Theft of steelworkers’ pensions

Successful campaigners lose up to half their entitlement, shafted after all by caveats in the small print.

Back in 2002, the Cardiff firm Allied Steel and Wire went bust, leaving about a thousand workers stranded without pensions.

The campaign launched by these workers put pressure on a Labour government in 2004 to introduce the Financial Assistance Scheme (FAS), to be followed a year later by the establishment of the Pension Protection Fund (PPF).

The ASW workers were persuaded to settle under the FAS rules, which they were led to believe would pay them 90 percent of their entitlement. This still represented the theft of 10 percent of the workers’ deferred wages, but was accepted by workers on the basis that 90 percent was better than nothing.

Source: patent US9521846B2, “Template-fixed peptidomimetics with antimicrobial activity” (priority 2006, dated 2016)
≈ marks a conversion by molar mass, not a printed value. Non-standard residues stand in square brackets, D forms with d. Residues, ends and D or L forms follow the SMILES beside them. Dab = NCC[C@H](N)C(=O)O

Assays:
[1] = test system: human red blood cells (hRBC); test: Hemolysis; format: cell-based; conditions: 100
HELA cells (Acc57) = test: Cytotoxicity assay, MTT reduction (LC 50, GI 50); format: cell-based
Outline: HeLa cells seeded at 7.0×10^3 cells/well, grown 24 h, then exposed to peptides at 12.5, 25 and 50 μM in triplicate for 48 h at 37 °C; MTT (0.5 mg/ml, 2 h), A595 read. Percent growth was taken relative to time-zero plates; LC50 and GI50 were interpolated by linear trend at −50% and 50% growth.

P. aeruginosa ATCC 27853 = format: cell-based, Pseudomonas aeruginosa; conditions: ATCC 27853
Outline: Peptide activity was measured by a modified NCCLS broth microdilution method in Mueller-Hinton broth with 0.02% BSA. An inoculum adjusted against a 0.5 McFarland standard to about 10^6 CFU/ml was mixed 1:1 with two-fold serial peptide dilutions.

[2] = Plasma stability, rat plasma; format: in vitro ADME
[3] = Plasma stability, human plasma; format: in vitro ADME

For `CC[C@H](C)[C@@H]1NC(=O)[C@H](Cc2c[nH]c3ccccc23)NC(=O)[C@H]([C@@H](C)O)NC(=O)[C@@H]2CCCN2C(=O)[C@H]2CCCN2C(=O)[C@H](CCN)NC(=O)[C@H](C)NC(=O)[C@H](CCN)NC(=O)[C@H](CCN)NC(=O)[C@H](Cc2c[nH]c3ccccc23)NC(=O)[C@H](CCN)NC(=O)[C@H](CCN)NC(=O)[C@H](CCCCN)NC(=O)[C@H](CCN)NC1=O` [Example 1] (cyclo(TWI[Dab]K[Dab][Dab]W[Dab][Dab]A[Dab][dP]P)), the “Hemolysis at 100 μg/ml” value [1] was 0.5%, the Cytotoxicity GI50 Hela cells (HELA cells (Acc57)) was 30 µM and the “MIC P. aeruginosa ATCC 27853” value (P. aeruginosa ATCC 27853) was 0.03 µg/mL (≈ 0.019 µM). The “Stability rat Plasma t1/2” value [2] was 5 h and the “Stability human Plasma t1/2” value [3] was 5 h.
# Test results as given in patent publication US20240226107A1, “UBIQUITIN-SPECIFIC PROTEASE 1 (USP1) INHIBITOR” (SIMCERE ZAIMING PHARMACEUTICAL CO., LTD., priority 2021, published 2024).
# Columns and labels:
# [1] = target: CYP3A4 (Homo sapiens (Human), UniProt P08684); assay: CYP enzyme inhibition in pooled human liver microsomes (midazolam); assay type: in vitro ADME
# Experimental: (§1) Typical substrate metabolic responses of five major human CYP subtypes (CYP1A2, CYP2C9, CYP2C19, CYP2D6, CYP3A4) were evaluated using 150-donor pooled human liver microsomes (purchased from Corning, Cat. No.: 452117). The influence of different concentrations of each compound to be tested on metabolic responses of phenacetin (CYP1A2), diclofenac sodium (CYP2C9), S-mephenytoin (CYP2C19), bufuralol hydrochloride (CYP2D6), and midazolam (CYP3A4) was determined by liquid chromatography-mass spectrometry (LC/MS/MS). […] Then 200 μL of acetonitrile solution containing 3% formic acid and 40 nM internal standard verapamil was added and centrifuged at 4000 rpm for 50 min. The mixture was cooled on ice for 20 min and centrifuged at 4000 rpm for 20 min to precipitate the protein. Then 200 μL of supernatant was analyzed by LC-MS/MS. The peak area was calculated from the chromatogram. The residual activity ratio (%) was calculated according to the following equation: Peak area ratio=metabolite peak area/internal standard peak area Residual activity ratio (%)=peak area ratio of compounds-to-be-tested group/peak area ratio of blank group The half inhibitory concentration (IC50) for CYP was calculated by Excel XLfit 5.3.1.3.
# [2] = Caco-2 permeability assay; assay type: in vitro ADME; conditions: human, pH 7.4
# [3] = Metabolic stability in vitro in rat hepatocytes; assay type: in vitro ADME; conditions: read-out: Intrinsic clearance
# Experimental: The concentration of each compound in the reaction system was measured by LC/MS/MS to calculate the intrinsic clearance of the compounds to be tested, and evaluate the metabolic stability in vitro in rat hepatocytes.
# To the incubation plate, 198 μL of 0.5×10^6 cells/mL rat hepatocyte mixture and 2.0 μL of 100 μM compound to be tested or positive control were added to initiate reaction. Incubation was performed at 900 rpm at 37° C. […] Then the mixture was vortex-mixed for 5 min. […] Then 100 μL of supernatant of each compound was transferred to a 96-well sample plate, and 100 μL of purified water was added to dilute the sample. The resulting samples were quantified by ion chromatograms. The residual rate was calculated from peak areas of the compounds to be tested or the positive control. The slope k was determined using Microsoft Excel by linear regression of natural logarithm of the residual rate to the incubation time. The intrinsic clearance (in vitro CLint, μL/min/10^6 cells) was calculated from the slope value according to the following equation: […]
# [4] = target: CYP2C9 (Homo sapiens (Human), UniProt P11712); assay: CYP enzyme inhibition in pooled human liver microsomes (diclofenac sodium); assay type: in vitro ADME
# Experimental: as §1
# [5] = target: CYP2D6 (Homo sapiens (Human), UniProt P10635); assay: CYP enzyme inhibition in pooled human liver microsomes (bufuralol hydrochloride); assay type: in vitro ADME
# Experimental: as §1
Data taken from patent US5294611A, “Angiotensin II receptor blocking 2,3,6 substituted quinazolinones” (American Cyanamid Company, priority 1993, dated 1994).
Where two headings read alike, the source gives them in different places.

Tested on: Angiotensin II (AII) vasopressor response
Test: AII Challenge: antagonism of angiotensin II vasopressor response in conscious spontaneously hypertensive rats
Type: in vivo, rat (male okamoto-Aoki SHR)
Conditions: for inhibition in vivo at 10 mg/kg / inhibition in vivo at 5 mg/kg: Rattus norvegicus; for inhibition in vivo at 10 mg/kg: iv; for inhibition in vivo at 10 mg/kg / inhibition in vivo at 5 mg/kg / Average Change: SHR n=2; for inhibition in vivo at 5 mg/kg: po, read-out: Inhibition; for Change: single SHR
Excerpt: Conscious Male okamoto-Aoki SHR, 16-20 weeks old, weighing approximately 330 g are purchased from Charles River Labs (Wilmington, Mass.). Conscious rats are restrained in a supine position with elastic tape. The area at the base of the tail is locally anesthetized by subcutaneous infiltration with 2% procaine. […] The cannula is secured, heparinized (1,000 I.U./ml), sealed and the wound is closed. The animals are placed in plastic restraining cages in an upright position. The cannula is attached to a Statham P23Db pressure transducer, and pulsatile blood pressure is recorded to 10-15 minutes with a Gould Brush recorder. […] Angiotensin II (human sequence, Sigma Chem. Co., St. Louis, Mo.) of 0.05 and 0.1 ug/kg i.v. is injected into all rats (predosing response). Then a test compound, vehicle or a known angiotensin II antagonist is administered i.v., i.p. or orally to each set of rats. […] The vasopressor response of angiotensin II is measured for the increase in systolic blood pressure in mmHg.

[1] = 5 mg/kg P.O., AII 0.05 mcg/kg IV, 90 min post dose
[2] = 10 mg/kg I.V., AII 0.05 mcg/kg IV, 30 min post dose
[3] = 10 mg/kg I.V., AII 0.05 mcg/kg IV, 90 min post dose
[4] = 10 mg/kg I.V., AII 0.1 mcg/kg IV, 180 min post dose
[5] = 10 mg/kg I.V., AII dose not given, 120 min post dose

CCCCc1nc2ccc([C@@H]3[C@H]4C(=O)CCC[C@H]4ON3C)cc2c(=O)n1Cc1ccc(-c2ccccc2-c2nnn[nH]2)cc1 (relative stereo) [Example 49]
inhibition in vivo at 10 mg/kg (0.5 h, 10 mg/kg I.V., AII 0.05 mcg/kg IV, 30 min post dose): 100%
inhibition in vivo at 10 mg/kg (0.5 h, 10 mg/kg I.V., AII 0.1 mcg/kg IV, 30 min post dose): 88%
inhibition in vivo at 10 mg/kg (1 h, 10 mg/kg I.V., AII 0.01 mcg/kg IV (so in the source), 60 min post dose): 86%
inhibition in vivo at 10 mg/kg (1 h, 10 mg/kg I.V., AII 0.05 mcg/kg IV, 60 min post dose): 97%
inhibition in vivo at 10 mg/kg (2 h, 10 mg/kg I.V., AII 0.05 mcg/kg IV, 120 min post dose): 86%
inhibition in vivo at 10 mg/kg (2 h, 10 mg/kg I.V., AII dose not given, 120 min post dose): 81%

To their dismay, it later turned out in the small print that pension contributions made before April 1997 were not inflation-proofed, reducing some pensions by as much as 50 percent.

Ironically, it was the campaign of these workers (a campaign that has endured for 16 years) that paved the way for the subsequent (marginally improved) 2005 PPF legislation, yet they themselves were left in the ditch, robbed of deferred wages accrued in some cases over a lifetime.

As Woody Guthrie put it:“Some will rob you with a six-gun, and some with a fountain pen.” (Steel pensioners ‘still fighting’ despite campaign win, BBC, 16 September 2018)